Ian Harrow

The delicate business of writing poetry

Living, as Clive James put it, under a life sentence, and having refused chemotherapy, I find I respond to the time issue in contradictory ways. On the one hand, I read avidly, almost as if I’ll be tested at some later date. I am morbidly well-informed on current affairs, the status of the old white


Old friends, we scarcely speak of death or dying. As ever, the displacements continue, just as when we used to fail to get round to speaking about love or confined ourselves to giving it a mention in letters — about which we didn’t speak. Until I knew better, I thought poets talked of such things,

En Retrait

Since I decided to accept this quiet corner of the garden as my undeserved Elysium and to make the birdsong and the flowers stand for the rightness of everything, I find I have no need to show how many pieces the world is in, how better and worse it always is; where motivated reason and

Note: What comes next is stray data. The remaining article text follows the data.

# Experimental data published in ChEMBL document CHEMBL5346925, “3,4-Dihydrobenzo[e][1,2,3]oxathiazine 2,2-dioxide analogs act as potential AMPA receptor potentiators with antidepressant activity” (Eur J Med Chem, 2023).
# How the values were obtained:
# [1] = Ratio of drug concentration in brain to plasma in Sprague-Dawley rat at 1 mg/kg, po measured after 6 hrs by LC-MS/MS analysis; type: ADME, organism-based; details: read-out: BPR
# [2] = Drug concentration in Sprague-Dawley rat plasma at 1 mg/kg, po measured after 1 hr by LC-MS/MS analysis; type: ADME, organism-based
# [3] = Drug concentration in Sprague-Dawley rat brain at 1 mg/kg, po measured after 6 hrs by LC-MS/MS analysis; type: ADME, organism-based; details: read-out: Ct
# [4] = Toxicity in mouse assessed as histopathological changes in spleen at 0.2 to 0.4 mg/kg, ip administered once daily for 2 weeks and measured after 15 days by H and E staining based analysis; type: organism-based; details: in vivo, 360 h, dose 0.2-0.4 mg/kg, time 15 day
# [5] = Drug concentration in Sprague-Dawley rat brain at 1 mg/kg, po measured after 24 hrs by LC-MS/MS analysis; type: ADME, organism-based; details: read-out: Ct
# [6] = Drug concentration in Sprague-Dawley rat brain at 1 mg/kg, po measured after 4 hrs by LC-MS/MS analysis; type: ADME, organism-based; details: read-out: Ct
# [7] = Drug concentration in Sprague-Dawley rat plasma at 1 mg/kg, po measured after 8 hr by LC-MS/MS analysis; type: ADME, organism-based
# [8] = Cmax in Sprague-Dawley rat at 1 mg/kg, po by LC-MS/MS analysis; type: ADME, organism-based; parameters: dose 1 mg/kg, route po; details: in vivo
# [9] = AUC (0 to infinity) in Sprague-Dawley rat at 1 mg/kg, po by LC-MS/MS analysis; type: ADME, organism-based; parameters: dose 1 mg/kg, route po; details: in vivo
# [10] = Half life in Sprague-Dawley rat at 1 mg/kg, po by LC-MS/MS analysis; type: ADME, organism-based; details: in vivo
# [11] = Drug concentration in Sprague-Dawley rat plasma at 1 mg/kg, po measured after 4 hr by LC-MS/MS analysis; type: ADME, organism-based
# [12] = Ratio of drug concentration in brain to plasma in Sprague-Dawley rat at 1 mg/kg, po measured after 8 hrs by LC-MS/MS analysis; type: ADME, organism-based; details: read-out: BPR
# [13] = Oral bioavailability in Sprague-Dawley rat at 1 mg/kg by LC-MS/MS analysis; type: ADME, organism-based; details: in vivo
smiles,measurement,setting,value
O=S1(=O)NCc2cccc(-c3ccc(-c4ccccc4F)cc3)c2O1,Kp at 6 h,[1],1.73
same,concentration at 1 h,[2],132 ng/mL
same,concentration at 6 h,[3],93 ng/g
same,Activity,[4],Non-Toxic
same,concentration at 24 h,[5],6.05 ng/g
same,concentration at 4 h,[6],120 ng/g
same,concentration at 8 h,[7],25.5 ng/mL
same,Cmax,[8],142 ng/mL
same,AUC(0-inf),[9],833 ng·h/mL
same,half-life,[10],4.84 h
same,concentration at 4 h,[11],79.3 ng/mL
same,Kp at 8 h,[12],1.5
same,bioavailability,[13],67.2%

In Other Eyes

Someone to trust with parcels, because he’s ‘always in’; the character who locks the gate at night and lingers to make that one-too-many joke; who isn’t sure sometimes what has issued from the opening of his mouth; whose wet shoe lets out a squeal as he fills the kettle with a rising note; one of